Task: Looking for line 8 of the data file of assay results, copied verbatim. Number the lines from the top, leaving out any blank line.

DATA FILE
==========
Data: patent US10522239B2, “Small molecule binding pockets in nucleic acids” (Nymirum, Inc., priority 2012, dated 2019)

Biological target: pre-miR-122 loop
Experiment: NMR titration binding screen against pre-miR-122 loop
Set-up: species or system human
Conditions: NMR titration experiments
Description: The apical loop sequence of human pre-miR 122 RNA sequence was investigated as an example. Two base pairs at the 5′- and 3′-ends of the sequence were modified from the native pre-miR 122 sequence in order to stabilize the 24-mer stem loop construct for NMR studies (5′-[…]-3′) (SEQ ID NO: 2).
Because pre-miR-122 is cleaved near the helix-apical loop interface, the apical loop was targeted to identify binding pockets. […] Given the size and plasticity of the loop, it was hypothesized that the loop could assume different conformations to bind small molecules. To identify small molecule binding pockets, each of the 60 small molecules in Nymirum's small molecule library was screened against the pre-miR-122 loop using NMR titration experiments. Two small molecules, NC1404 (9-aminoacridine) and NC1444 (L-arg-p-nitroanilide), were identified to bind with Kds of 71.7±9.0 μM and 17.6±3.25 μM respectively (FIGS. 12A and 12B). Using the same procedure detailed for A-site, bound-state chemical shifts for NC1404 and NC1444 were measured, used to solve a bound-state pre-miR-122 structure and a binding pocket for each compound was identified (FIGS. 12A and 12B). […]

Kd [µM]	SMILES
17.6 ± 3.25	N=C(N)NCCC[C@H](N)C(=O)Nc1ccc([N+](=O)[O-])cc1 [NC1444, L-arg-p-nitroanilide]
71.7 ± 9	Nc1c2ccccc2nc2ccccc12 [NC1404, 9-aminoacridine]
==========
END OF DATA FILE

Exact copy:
Kd [µM]	SMILES